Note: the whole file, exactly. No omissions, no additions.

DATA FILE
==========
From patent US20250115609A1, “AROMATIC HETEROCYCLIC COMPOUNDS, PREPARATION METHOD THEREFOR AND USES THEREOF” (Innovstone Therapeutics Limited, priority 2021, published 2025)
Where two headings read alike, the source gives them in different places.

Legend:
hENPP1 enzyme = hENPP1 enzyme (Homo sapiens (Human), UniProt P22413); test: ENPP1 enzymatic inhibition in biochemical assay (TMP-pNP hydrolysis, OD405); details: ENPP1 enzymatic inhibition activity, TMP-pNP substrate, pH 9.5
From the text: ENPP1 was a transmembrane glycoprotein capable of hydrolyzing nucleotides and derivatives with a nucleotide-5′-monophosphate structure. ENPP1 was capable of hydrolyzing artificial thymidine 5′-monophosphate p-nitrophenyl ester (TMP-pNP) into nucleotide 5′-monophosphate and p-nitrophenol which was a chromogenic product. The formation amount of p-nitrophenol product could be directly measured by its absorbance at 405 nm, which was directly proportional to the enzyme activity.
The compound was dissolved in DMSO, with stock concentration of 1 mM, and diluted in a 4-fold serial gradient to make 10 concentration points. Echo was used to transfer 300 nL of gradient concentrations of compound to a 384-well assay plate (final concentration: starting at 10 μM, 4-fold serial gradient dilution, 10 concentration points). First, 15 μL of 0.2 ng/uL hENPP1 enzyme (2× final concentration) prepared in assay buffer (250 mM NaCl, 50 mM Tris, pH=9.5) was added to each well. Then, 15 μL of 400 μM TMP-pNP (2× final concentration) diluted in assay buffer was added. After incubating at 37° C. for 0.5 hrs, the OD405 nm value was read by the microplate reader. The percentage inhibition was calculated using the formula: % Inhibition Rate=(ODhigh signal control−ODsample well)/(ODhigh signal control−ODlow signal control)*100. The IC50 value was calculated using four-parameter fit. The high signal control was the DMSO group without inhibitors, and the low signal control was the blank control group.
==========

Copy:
From patent US20250115609A1, “AROMATIC HETEROCYCLIC COMPOUNDS, PREPARATION METHOD THEREFOR AND USES THEREOF” (Innovstone Therapeutics Limited, priority 2021, published 2025)
Where two headings read alike, the source gives them in different places.

Legend:
hENPP1 enzyme = hENPP1 enzyme (Homo sapiens (Human), UniProt P22413); test: ENPP1 enzymatic inhibition in biochemical assay (TMP-pNP hydrolysis, OD405); details: ENPP1 enzymatic inhibition activity, TMP-pNP substrate, pH 9.5
From the text: ENPP1 was a transmembrane glycoprotein capable of hydrolyzing nucleotides and derivatives with a nucleotide-5′-monophosphate structure. ENPP1 was capable of hydrolyzing artificial thymidine 5′-monophosphate p-nitrophenyl ester (TMP-pNP) into nucleotide 5′-monophosphate and p-nitrophenol which was a chromogenic product. The formation amount of p-nitrophenol product could be directly measured by its absorbance at 405 nm, which was directly proportional to the enzyme activity.
The compound was dissolved in DMSO, with stock concentration of 1 mM, and diluted in a 4-fold serial gradient to make 10 concentration points. Echo was used to transfer 300 nL of gradient concentrations of compound to a 384-well assay plate (final concentration: starting at 10 μM, 4-fold serial gradient dilution, 10 concentration points). First, 15 μL of 0.2 ng/uL hENPP1 enzyme (2× final concentration) prepared in assay buffer (250 mM NaCl, 50 mM Tris, pH=9.5) was added to each well. Then, 15 μL of 400 μM TMP-pNP (2× final concentration) diluted in assay buffer was added. After incubating at 37° C. for 0.5 hrs, the OD405 nm value was read by the microplate reader. The percentage inhibition was calculated using the formula: % Inhibition Rate=(ODhigh signal control−ODsample well)/(ODhigh signal control−ODlow signal control)*100. The IC50 value was calculated using four-parameter fit. The high signal control was the DMSO group without inhibitors, and the low signal control was the blank control group.